Man on Fire
It might be wrongheaded to criticize a progressive rock album for being over-the-top in its production or experimentation. After all, four-part opuses and meandering instrumental interludes are par for the course in the genre.
But where classic prog-rock albums like Kansas’ Leftoverture won listeners over with their quirks and esoteric lyrics, Man on Fire’s Chrysalis sometimes steps over the line between charming tweakery and trying too hard. For diehard fans of the style, the Charleston-based band’s latest full-length album may provide a refreshing flashback to the ’70s, but taken as an album released in 2011, it feels a bit dated.
Songwriter-keyboardist-lead-vocalist Jeff Hodges handled the production on the album at his Mt. Pleasant studio, Charleston Sound, and he pulled out all the stops. It is hard to find a rough edge on the recordings. The lyrics range from grandiose (“A stain, a star, a fleeting shape, it holds the key/To all my endless yesterdays”) to the vaguely political (“Outside the war machine, it’s a lonely place/For your human race”), sometimes pushing the limits of cheesiness, even for prog rock.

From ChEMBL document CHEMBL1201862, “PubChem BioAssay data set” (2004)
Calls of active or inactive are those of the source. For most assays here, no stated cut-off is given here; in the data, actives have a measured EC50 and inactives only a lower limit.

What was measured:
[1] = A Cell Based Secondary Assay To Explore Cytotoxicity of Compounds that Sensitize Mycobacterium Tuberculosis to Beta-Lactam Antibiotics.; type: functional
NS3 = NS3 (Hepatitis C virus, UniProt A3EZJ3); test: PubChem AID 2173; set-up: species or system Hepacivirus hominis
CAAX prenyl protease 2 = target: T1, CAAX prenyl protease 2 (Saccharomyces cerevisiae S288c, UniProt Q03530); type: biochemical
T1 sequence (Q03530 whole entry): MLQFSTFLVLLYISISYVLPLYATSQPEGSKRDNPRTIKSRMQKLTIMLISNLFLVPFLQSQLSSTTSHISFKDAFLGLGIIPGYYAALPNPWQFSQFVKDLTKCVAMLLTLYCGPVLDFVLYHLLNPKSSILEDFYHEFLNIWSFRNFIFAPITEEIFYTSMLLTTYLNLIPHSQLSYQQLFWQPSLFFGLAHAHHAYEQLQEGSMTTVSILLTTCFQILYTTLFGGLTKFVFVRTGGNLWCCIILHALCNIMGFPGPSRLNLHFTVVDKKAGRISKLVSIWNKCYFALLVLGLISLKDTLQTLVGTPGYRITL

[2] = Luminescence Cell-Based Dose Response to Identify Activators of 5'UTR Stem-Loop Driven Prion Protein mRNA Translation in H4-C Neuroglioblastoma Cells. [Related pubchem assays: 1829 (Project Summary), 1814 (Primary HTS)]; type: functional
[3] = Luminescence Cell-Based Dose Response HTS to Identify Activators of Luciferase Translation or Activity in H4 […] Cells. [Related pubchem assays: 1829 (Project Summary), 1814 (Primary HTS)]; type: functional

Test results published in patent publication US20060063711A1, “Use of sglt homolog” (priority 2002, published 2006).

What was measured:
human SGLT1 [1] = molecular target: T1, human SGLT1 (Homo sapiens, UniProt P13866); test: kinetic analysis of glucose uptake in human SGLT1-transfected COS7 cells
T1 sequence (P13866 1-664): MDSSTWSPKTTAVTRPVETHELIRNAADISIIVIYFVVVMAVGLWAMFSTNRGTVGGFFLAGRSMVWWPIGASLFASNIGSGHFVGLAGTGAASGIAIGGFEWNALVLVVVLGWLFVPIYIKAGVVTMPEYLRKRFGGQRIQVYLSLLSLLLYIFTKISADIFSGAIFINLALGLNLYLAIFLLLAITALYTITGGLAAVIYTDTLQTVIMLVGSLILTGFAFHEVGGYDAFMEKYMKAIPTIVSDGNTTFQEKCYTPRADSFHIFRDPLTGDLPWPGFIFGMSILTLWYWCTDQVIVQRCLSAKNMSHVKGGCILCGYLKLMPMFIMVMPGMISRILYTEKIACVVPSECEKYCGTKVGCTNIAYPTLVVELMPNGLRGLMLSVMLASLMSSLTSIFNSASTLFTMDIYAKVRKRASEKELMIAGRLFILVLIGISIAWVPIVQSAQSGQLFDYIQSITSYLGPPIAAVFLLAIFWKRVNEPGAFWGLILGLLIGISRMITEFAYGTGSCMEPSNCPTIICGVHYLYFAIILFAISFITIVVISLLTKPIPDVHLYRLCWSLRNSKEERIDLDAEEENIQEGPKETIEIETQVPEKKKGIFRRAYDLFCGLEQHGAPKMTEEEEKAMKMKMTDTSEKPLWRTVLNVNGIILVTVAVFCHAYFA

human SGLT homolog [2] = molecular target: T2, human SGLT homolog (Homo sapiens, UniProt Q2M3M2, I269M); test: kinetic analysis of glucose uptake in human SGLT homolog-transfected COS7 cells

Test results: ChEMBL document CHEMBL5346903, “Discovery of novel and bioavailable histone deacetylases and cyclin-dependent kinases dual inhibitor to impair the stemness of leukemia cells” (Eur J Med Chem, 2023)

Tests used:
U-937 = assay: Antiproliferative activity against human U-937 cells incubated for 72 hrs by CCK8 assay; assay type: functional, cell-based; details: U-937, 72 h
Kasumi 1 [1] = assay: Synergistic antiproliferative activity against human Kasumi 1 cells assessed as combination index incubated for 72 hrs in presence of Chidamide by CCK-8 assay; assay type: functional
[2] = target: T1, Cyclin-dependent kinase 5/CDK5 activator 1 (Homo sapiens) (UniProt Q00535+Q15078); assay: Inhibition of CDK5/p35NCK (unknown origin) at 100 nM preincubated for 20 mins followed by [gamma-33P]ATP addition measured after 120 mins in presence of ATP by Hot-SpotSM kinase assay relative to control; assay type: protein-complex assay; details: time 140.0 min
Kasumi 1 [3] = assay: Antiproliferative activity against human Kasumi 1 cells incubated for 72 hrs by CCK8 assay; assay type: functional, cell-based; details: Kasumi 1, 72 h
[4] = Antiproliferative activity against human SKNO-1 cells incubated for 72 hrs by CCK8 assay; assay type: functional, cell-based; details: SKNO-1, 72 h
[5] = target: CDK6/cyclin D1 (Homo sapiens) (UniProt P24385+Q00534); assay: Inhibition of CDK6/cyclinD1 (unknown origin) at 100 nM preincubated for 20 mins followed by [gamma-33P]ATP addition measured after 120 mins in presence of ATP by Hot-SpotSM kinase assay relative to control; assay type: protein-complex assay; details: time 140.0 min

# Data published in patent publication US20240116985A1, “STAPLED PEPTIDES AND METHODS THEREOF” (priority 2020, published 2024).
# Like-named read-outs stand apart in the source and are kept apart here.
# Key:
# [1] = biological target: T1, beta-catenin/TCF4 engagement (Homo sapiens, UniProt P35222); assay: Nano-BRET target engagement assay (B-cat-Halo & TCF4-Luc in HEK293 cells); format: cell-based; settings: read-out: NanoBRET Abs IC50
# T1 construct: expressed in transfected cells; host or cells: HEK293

All that being said, though, there are moments of brilliance to be found on Chrysalis: Eric Sands provides some tasty fretless bass lines, and Jenny Hugh’s stabs of violin on “In a Sense” are a memorable head-rocking touch. Ten-minute album closer “Gravity” effectively blends metal guitar riffs, organ trills, and a broad spectrum of samples for a melange that shows off a knack for heavily layered arrangements on Hodges’ part.
An impressive roster of local guests make appearances, too, including vocalist Elise Testone, drummer Quentin Ravenel, trumpeter Cameron Harder-Handle, and guitarists Dan Wright and Vitaly Popeloff, among others.
For all its complexity, Chrysalis could stand to have a few more touches of unprocessed, unlayered simplicity — moments like the final ones on “Gravity,” with the calm sampled voice of an astronaut announcing over a few bars of piano, “One hour away now from entering into the earth’s atmosphere.” Even virtuosos need to come down to earth every once in a while. (10trecords.com)